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Ask Damian Erskine: Uneven Playing?

Q: Whenever I play, I tend to speed up, and my play is kind of choppy and uneven. Do you have any tips to help my playing become more consistent?

A: I’ve probably touched on this in previous articles, but it’s worth repeating. The best way to work on any facet of your playing is to really hone in on the issue and focus on that until it’s no longer an issue.

I like to practice in a reductive way, meaning that I isolate issues and whittle down what I’m allowing myself to play until I’m truly focusing on that one thing.

For example, you mentioned speeding up while you play. You need to work on time, so eliminate all but one note and play nothing but rhythmic figures with a metronome. (I also found that playing along with CDs helps with your time. Even if they’re not playing to a click, it’s pretty close and if the time does waiver, it’s usually in a musical way). Just make sure to listen to yourself in context. Make sure you sound good.

Set your metronome to a medium-slow pace (not so slow that you can’t internalize the pulse of it but make sure that there’s some dead air in there so you have to internalize the subdivisions and work on your internal clock).

Set it to, say, 70 or 75 bpm. Now work on playing just quarter notes for a solid minute or two (just one note!). Next, switch to eighth notes, then eighth note triplets, 16ths, 16th triplets, etc…

Get a drum rudiment book and work on different rhythmic figures.

Spend thirty minutes doing nothing but rhythm with a metronome.

I guarantee that if you do that every day, you’re time will be strong in surprisingly little time.

If you’re playing is choppy and uneven, assess what the issue is.

Is it your right hand?

Is your index finger stronger than your middle, resulting in unintended accents?

Again, reduce the notes with the left hand down to one or two and focus on that right hand.

Play nothing but eighth notes and don’t allow yourself to play anything else until you’ve gotten a more even sound. Really focus on the tone and technique and develop those fingers.

Now practice arpeggios playing each note twice (or more), and record yourself. How does it sound? Do you need to slow it down to get it to sound right? Don’t practice mistakes! Slow things down until you can play them correctly and keep repeating it until the muscle memory develops and then speed up.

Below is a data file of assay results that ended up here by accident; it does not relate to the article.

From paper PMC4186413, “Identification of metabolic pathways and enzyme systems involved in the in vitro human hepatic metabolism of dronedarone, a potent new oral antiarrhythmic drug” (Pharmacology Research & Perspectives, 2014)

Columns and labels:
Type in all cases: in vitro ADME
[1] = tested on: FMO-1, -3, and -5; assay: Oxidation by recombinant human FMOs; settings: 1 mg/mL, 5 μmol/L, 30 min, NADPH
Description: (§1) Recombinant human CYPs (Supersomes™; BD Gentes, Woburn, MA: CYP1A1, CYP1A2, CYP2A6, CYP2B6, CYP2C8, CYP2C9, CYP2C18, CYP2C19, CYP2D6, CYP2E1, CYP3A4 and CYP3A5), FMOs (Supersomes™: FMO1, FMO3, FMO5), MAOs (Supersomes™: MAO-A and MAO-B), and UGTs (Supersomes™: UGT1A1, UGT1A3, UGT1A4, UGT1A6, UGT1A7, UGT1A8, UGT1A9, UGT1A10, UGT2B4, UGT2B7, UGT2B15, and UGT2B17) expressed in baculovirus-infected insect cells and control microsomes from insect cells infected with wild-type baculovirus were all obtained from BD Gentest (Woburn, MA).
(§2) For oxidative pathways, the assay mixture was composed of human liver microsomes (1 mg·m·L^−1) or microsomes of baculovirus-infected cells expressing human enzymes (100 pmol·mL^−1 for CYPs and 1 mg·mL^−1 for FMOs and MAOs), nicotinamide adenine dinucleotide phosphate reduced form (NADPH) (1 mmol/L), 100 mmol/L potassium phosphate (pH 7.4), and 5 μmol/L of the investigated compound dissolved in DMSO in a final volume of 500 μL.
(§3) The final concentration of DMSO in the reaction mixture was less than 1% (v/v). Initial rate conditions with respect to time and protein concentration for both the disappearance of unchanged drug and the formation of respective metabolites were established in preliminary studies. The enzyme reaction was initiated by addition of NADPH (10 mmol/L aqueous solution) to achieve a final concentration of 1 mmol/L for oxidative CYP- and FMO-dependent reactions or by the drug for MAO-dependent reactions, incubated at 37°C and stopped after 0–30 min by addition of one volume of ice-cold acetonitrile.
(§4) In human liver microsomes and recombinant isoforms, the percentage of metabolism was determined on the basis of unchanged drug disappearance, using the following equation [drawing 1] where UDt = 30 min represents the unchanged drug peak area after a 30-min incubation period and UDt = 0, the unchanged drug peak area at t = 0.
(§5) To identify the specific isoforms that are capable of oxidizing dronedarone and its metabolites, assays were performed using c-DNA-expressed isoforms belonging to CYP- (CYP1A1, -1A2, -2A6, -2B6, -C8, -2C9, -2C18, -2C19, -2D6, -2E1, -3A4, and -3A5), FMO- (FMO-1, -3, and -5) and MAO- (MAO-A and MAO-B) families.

I encourage everyone to really take an honest look at how they practice. I find most beginners and intermediate players don’t really practice at all but, rather, noodle, go nuts and blow chops and see how fast they can play.

Practice must be intentional and focused. Take a break every thirty minutes from your practice and just play! It’s good to balance it out but be honest with yourself about whether you’re really practicing or just noodling.

Both are good, but practice makes you a better player. Anytime you have your bass in your hands is a good thing. Noodling in front of the TV is fine for muscle memory, etc. I often work out on technique stuff while watching a movie at home. I’ll just repeat a technique and slowly speed up as it gets comfortable. That’s great for muscle memory. I’ll never really get that third mode of the melodic minor scale down that way, but my fingers will be stronger.

Last thing: If you’re practicing, shut off the computer/phone (close Twitter, email, Facebook, texts, etc.) You have to be of one mind in order to really practice efficiently and retain information. Lock out distractions and really practice. Assess a weakness and explore that weakness from every angle until you really gain an understanding of what you could do to improve upon it.

Have a question for Damian? Send it to askdamian@notreble.com. Check out Damian’s instructional books at the No Treble Shop.

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Rob Doane

Rob Doane

A lot of great advice here. I’ve found a way to solidify my timing that’s a lot of fun. I use a delay pedal and set it to repeat a few times at quarter notes, 8th notes, triplets or wahtever’s floating my boat at the time. Then I just find a groove and keep in time with the delay. It’s great practice, a lot of fun and I’ve even come up with some pretty cool riffs that I would not have otherwise thought of.